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January 2017: Celebrating 150 years of Baxi

03 January 2017


When iron moulder Richard Baxendale started his own business in 1866 in Chorley, Lancashire building railway wagons, creating market-leading heating solutions was probably the last thing on his mind. In fact, it would be many years before the family business would take its first steps into the heating market.

What a great idea!

In the 1930s, most family homes were heated using one or more coal fires, with hot water provided by either a back boiler or a kitchen range. The fires were not very efficient, so John Baxendale (grandson of Baxi founder Richard) came up with an idea to improve them.


John's idea was for an underfloor draught fire. His concept was to lower the grate to floor level and draw its air supply from under the floorboards. This allowed the air through the grate to be regulated, so the rate the fuel burned could be controlled and the fire could be kept burning continuously and efficiently. This meant that all the fuel was burned to dust and the grate only needed emptying once a week.

When the Baxi Patent Fire was launched in 1935 it was an instant hit, and sold at shows all over the country, making Baxi a household name almost overnight.

Solid fuel remained a popular choice for homes right up to the 1950s and 1960s. High rise flats, maisonettes and detached, semi-detached and terraced houses sprang up around the UK during this time to replace homes lost in WWII and accommodate Britain's booming population. Unfortunately, the more widespread burning of coal caused smog, and the Clean Air Acts of 1956 and 1968 were bought in to limit its use in built up areas.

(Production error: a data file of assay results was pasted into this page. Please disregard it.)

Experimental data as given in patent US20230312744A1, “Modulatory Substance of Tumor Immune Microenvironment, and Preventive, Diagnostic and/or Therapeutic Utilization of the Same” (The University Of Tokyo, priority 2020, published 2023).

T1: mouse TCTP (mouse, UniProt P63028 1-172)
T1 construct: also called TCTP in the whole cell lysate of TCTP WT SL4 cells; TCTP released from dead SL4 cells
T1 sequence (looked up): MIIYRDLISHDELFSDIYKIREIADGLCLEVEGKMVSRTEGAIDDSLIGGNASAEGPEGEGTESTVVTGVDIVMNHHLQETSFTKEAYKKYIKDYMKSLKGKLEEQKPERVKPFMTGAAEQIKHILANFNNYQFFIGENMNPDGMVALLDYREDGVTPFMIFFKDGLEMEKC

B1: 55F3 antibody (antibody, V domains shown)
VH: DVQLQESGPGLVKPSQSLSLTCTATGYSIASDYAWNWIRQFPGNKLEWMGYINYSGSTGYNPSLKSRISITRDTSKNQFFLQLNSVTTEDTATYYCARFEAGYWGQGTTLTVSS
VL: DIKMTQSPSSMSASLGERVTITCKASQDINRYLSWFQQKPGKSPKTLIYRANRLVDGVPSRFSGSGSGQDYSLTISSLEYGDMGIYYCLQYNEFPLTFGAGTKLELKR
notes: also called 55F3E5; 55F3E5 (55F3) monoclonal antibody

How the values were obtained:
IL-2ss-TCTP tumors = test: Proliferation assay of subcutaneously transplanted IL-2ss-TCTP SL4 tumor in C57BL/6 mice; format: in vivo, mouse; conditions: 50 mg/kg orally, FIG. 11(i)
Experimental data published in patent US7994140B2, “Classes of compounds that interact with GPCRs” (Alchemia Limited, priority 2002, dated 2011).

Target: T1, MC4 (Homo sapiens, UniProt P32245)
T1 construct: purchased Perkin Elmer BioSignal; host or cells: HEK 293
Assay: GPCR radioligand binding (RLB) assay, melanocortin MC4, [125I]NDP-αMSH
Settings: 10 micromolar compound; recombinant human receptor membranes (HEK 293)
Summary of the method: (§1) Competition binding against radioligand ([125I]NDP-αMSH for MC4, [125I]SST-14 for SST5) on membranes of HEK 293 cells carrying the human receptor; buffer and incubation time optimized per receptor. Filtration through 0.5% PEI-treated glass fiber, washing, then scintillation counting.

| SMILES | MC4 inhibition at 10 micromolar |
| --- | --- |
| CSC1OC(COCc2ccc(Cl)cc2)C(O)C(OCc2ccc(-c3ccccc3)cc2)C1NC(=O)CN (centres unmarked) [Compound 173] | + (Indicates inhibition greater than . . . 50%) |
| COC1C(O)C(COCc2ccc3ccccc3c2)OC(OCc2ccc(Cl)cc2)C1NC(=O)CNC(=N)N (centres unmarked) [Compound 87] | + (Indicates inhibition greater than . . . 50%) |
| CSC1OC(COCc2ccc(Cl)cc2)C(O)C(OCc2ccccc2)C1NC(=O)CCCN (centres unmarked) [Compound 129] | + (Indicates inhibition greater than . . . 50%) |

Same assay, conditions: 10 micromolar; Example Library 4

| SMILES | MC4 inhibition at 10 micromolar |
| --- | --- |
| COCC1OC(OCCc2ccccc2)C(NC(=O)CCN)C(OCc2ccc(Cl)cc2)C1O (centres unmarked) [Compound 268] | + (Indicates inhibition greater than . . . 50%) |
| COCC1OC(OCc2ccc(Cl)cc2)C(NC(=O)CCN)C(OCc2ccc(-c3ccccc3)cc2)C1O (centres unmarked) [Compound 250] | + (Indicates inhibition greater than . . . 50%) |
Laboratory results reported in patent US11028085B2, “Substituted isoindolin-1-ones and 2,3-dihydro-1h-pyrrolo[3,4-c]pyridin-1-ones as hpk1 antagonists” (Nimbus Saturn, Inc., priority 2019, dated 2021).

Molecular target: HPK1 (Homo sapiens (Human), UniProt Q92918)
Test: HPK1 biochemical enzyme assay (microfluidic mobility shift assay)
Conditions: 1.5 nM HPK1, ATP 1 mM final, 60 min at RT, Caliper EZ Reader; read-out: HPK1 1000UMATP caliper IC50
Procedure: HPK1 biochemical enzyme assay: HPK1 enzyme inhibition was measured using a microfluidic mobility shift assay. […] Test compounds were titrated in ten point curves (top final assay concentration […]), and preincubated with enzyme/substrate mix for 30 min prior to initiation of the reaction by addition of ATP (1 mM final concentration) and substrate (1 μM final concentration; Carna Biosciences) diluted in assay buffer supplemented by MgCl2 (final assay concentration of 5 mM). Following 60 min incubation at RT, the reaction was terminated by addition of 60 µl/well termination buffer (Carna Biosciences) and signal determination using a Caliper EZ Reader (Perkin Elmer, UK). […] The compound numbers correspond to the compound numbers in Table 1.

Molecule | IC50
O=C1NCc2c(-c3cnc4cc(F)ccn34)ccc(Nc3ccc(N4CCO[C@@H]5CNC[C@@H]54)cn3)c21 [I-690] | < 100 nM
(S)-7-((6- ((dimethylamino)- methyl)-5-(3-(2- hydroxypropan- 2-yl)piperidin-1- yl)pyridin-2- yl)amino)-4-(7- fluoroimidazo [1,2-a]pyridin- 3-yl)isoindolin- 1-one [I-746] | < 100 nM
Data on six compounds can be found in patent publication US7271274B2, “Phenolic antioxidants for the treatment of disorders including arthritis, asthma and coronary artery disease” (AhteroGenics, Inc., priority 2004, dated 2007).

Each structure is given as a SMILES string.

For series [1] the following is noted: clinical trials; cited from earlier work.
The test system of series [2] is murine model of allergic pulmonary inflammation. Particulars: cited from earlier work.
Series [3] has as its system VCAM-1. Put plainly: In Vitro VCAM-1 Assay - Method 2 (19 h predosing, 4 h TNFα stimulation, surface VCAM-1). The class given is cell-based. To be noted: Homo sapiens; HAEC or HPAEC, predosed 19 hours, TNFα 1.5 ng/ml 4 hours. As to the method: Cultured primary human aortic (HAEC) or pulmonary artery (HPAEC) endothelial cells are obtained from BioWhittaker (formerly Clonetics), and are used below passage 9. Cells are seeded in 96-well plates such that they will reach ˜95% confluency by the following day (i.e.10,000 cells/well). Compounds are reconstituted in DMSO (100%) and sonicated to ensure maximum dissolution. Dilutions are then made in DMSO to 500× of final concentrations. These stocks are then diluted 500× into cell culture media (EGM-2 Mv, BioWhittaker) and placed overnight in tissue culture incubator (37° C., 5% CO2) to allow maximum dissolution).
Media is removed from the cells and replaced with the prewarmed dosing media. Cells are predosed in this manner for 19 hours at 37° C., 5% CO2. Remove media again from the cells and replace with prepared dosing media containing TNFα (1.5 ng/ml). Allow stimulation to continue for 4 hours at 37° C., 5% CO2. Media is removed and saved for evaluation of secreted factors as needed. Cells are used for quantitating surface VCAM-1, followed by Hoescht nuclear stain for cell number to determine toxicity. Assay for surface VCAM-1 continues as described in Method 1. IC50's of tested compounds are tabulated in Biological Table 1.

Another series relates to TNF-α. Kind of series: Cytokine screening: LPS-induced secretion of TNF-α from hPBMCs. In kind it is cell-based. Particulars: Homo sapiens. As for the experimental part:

The switch to gas and oil

By the end of the 1960s, solid fuel was in decline and there was growing demand for both gas and oil heating appliances. This was helped along by the discovery of natural gas in the North Sea and the UK's growing mains gas network.

Always on trend, Baxi seized the opportunity to begin developing its own range of gas heaters and in 1966, the company launched the now iconic Baxi Bermuda. The Baxi Bermuda took the market by storm with its unique offering, combining a living room gas fire with a back boiler small enough to fit behind the hearth and providing domestic heating and hot water.


Ch-ch-changes

The evolution of domestic heating solutions didn't end there of course, and throughout the 1970s and 1980s, there would be many new products introduced to the Baxi range. By the 1980s, central heating was regarded as a basic requirement in any home and the first combi boilers were launched.

In 1989, the original Baxi Solo was launched - the innovative cast iron wall hung boiler could be fitted by a single installer, making it particularly popular in the trade as installations were quicker and easier than ever.


Climate control

In 2005, huge changes to the Building Regs required the installation of condensing boilers in homes and Baxi responded by creating a new generation of high efficiency boilers. The new ranges were well received and in 2007, the Baxi Duo-tec Combi HE was named Which? Best Buy and CORGI Boiler of the Year 2008.

With growing concern about climate change, the introduction of high efficiency boilers was quickly followed by a wave of interest in renewable heating solutions, such as solar thermal water heaters, air and ground source heat pumps. Baxi responded with the launch of its own low carbon products, including the Baxi Ecogen, the UK's first commercially available domestic combined heat and power boiler.


Smarter solutions

With the rise in popularity of smart technology, Baxi recently launched a tool belt app for installers, and has partnered with Nest to train installers on their learning thermostat at its training centres.


Then and now

Finding the most efficient way of heating homes continues to drive Baxi, as it did all those years ago when John Baxendale invented the Patent Fire. The company is always looking to develop cleaner, greener, more installer/customer friendly products, to ensure Baxi remains a household name for many more years to come.